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TJOpootertoot
(Toronto)
Posted: Jul 04, 2017 13:41
 

 ecomaniac wrote:

Perhaps you have to have seen the movie - this song wasn't released (nor finished) until after it made The Graduate soundtrack.  Word is, Paul had Eleanor Roosevelt in mind when he penned these lyrics, but changed the name to Robinson for the movie.

 
I remember a great story Simon told on a 60 Minutes interview many moons ago.
He'd run into Joe DiMaggio and DiMaggio was like, "What do you mean, 'where have you gone?'" I'm right here! I'm doing ads for Mr. Coffee and everything!"

Simon pointed out that DiMaggio had yet to think of himself as a metaphor.

Point is, great song. Unimpeachable.
Rooney
(Near Paradise)
Posted: Mar 04, 2017 10:50
 

"Put it in your pantry with your cupcakes."  Can't get that image out of my mind.{#Tongue}
expatlar
(Michoacan, Mexico)
Posted: Feb 01, 2017 16:03
 

An original and great song when it was made, and still.
Proclivities
(Paris of the Piedmont)
Posted: Dec 02, 2016 8:12
 

 below72 wrote:
These two NY boys were fine together - until:
1) Arty believed he was an actor...
2) Arty believed he was the creative one..
3) Arty tried to become 'a solo act'.
Oh my, Arty was delusional.

 
Was Paul Simon your source for this theory?
pjlk
(Southern New Jersey)
Posted: Dec 02, 2016 8:06
 

 hayduke2 wrote:

clapping smiling emoji for this sweet remembrance, Thank You jbarryc!  (I thought he was excellent at the DNC too  : )

 
Thanks jbarryc for taking the time to share this!  P.S. has meant SO much to SO many of my generation.  And, thanks R.P. for keeping him current!
Mustangbill
(Poolesville, Maryland)
Posted: Dec 02, 2016 8:04
 

 ecomaniac wrote:

Perhaps you have to have seen the movie - this song wasn't released (nor finished) until after it made The Graduate soundtrack.  Word is, Paul had Eleanor Roosevelt in mind when he penned these lyrics, but changed the name to Robinson for the movie.

 
I agree. For those of us who grew up in the 60's and saw the movie, this was a counterculture theme song. Understandable that it holds a different feeling for some than for others. It's definitely not their best musically. 
crombarron
(NW corner)
Posted: Aug 18, 2016 10:17
 

CzspfzxrSxzzxxPzzZZzxzz cz
hayduke2
(Southampton, NY)
Posted: Jul 30, 2016 8:53
 

 jbarryc wrote:
While I have been listening to RP for several years, I never felt comfortable making a comment since I was one of the 'freeloaders' who listen but didn't donate. I just rectified the donation issue so I can make a comment about this and all Simon and Garfunkel songs we hear on this station.
A little over a year ago, I was invited to London with a friend who works in show business. We had many activities scheduled but there was one meal that stood out.We were invited to a dinner at a small home in central London owned by a well known artist. Nothing fancy. My friend and I along with four other people. I recognized one of the people right away since he is a very famous TV producer here in New York.While I was saying hello to him, a short fellow with whispy hair came up to me, shook my hand and said, "Hi. I'm Paul." It was Paul Simon. I fought the collapse of my knees and the tears that automatically came to my eyes and we all sat down at the kitchen table for a simple dinner. We talked all night (I work in healthcare and he has a particular interest in the field). He was funny, charming and made me feel like what I do was the most important thing in the world. An incredibly nice man who just seems so comfortable in his skin.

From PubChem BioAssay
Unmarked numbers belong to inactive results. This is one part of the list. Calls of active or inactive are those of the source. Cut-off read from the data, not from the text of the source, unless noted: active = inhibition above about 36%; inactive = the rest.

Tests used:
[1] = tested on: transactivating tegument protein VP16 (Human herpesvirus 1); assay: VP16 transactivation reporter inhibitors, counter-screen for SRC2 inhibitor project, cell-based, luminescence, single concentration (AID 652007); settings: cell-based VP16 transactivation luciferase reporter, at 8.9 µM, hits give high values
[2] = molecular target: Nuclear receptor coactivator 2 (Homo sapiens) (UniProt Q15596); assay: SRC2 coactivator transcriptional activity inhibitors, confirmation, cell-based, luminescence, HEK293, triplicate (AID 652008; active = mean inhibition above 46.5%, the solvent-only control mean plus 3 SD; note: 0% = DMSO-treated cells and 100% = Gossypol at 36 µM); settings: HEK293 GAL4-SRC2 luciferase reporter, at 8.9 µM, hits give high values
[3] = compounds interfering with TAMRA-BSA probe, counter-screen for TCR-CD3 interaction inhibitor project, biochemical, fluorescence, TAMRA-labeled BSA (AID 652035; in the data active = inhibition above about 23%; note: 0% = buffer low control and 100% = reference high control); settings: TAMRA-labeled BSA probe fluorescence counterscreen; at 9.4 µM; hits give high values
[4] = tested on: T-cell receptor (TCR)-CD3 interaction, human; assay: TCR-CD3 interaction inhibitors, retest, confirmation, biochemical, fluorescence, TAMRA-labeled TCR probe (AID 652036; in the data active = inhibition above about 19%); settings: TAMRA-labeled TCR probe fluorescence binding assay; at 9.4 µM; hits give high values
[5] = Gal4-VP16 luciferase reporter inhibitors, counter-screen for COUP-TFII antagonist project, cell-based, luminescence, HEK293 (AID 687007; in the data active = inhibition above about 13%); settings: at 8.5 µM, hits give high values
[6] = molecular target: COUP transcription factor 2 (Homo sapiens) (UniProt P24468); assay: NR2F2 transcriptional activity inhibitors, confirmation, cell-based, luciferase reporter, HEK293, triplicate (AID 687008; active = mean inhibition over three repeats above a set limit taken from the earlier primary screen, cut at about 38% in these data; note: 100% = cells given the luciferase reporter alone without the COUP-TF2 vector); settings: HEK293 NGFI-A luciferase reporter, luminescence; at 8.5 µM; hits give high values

I got back to my hotel and stayed up all night listening to every song he wrote that happened to be on my ipad (most of his catalog). All I wanted to do is tell him how much his music meant to me as a child and teen. How I would listen to his records over and over until they were so worn that I knew when the next pop or skip would come up. Or how many times a tear would come to my eye when I realized the meaning of what he was singing and how I was convinced he was singing to me.
I've lived an amazing life and have met many famous people. But never a hero. I've thought about that dinner almost every day since. I hope  I continue to think of it every day of this life.

 
clapping smiling emoji for this sweet remembrance, Thank You jbarryc!  (I thought he was excellent at the DNC too  : )
ecomaniac
(Pale Blue Dot)
Posted: Jun 28, 2016 12:53
 

 haretic wrote:
I never really enjoyed "Mrs. Robinson," and over the years I've come to cringe every time I hear it on the radio. I consider it Paul Simon's worst-ever lyric.
Every time I hear this song begin, I think: "Why??? We could be listening to something outstanding from Simon and Garfunkel instead of this drek!"
{#Whipit}

 
Perhaps you have to have seen the movie - this song wasn't released (nor finished) until after it made The Graduate soundtrack.  Word is, Paul had Eleanor Roosevelt in mind when he penned these lyrics, but changed the name to Robinson for the movie.
below72
Posted: Jun 28, 2016 12:52
 

These two NY boys were fine together - until:
1) Arty believed he was an actor...
2) Arty believed he was the creative one..
3) Arty tried to become 'a solo act'.
Oh my, Arty was delusional.
coloradojohn
(Re-booting at the foot of The Flatirons, BOULDER)